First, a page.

The neurologist from Cleveland Clinic discussed the importance of studying real-world outcomes in patients with migraine using CGRPs such as eptinezumab.
"We know this medicine works great for the population of patients that we’re studying in the clinical trials, but our population is a little bit different. We want to know if it works equally as well for our patients.”
Investigators from Cleveland Clinic conducted a retrospective review of electronic medical records of patients treated with intravenous eptinezumab (Vyepti; Lundbeck) to characterize and describe early real-world outcomes. Prior to treatment, the average headache frequency was 27 days per month, with patients trying, on average, 14 other preventive medicines. At follow-up visit, the average post-treatment headache frequency was 18 days per month.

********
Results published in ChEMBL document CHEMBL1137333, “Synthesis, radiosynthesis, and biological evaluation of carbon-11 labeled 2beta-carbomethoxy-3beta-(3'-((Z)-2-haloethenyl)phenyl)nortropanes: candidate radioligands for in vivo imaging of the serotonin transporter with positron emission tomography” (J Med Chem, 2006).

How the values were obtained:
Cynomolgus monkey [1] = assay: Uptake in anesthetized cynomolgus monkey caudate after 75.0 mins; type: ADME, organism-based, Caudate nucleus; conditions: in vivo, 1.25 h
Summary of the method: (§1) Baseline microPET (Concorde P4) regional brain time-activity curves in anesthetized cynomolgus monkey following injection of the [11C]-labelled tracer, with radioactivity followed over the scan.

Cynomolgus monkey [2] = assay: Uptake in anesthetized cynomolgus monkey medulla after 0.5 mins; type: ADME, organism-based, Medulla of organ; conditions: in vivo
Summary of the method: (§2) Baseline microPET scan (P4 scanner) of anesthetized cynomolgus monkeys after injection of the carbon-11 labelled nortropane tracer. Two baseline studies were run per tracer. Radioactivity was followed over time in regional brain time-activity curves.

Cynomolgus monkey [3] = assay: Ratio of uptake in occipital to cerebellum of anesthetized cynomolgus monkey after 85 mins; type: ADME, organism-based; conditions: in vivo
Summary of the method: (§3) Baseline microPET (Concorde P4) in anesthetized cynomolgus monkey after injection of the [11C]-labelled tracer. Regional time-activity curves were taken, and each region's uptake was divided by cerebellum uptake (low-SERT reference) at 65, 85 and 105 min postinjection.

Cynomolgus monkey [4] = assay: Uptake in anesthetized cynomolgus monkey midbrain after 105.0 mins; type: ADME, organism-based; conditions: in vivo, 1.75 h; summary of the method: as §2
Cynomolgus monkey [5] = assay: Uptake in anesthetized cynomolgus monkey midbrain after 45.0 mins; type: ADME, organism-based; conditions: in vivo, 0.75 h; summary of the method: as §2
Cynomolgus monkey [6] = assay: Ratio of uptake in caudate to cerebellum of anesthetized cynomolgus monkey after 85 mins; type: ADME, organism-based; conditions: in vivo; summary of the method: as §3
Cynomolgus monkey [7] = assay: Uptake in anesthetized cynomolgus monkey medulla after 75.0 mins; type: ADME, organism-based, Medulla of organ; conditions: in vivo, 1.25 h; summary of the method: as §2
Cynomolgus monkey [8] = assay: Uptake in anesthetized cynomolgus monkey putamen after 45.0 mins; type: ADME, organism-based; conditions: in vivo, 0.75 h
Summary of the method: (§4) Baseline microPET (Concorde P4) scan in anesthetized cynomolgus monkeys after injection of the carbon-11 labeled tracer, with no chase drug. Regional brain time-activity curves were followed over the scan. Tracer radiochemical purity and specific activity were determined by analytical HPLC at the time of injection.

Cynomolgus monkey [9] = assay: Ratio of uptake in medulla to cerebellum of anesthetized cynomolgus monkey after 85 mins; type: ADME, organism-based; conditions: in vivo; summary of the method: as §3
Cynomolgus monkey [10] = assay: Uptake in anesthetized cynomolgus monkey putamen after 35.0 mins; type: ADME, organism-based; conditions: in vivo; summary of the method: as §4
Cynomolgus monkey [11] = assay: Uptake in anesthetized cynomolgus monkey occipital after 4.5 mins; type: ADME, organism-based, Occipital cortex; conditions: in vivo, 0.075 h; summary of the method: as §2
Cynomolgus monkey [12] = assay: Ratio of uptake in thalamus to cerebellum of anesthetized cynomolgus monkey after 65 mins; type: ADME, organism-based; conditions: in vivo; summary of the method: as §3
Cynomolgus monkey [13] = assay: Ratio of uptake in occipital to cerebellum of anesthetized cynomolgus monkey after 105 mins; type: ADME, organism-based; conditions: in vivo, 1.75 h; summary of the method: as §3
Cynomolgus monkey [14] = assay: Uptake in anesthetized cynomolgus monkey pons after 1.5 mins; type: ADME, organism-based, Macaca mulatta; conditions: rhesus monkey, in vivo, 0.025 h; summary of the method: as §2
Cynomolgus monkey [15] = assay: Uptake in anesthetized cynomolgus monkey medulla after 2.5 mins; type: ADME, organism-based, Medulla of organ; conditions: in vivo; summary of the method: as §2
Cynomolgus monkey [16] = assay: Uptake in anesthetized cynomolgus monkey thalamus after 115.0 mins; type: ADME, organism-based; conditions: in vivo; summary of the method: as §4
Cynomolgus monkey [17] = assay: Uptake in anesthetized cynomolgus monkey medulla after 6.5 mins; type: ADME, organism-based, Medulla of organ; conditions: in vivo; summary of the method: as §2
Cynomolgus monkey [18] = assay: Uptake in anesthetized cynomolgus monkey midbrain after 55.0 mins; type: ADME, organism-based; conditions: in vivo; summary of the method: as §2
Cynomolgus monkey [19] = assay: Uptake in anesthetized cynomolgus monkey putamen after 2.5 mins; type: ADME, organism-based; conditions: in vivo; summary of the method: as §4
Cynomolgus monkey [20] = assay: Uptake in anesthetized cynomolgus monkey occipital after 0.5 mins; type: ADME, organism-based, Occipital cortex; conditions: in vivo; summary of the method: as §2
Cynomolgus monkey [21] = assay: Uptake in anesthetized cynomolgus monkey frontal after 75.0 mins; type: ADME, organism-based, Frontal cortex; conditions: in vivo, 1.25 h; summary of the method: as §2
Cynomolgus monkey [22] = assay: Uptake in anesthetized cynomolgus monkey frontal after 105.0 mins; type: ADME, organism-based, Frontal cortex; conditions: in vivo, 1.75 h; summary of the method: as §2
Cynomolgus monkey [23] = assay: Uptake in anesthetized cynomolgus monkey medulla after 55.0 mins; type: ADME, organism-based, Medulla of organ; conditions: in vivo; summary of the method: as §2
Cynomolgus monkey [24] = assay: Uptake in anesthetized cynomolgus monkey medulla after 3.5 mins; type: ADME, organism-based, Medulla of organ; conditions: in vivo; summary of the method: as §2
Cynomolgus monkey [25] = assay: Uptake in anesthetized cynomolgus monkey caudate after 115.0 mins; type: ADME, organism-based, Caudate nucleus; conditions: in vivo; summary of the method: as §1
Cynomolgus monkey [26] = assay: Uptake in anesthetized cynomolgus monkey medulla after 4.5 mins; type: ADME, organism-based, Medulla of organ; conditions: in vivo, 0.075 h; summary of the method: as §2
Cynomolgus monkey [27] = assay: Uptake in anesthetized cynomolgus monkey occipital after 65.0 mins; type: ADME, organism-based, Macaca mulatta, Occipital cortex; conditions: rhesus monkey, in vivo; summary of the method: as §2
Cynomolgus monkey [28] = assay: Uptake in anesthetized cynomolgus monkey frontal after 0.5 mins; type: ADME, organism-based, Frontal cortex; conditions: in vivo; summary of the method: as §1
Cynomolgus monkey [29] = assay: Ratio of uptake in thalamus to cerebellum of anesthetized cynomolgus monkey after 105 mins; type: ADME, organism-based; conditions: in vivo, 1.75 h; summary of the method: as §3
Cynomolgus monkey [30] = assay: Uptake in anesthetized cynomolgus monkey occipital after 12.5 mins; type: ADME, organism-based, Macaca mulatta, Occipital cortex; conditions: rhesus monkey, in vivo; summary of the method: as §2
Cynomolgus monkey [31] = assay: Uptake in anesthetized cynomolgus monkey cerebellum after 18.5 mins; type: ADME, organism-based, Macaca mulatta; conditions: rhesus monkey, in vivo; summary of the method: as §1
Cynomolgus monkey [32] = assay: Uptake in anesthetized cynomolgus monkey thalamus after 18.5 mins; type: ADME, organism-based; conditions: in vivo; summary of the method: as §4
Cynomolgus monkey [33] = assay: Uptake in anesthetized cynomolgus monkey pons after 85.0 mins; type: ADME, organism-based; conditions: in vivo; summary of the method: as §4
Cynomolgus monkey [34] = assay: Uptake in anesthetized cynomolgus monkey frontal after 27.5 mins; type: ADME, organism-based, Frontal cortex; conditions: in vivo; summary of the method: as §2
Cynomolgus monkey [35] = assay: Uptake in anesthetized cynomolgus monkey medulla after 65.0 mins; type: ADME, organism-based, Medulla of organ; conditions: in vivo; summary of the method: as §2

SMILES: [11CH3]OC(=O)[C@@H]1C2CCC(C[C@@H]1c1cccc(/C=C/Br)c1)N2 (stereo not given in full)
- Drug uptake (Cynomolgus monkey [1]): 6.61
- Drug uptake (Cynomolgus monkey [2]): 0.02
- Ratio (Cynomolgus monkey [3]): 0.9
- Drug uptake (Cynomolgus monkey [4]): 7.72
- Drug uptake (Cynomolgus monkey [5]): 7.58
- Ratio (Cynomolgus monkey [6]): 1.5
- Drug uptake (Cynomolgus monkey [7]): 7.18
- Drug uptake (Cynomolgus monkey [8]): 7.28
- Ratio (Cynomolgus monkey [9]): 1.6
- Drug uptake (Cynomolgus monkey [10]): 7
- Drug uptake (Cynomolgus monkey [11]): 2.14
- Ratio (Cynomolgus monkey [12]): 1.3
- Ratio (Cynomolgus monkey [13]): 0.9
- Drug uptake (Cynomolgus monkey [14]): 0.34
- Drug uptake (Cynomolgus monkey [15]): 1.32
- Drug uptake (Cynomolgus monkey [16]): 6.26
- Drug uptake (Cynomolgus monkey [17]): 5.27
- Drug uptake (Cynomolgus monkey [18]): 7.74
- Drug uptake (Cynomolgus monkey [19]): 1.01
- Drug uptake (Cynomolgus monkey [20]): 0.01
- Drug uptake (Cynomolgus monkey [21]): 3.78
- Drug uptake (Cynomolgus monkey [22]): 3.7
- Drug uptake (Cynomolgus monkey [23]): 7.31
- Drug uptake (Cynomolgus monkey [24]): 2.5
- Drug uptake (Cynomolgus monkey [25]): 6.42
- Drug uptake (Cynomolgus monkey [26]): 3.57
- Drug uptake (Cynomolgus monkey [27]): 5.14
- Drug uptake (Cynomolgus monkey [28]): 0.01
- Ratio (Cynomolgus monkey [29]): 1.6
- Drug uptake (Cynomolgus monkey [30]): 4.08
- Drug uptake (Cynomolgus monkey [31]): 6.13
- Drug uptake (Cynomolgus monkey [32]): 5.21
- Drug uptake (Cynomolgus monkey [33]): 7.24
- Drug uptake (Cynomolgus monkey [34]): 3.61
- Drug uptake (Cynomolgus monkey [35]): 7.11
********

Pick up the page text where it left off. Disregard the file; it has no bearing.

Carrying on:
Eptinezumab, an FDA approved anti-calcitonin gene-related peptide (CGRP) monoclonal antibody, proved its safe and efficacious profile, while also supporting its use in patients who have refractory migraine and failed many other preventives. Notably, 38% (15 of 40) of patients reported 50% reduction of headache days per month, with a mean decrease of 9 headache days/month after first dose, indicating relatively quick response to treatment.
Senior author Zubair Ahmed, MD, neurologist, Cleveland Clinic, told NeurologyLive that it was interesting to see eptinezumab’s robust profile show success even after patients had failed more than 10 other preventives. He sat down to provide more context of the study, including the advantages of conducting real-world research, and how it might translate for an increased overall access for patients who may be eligible for preventive options.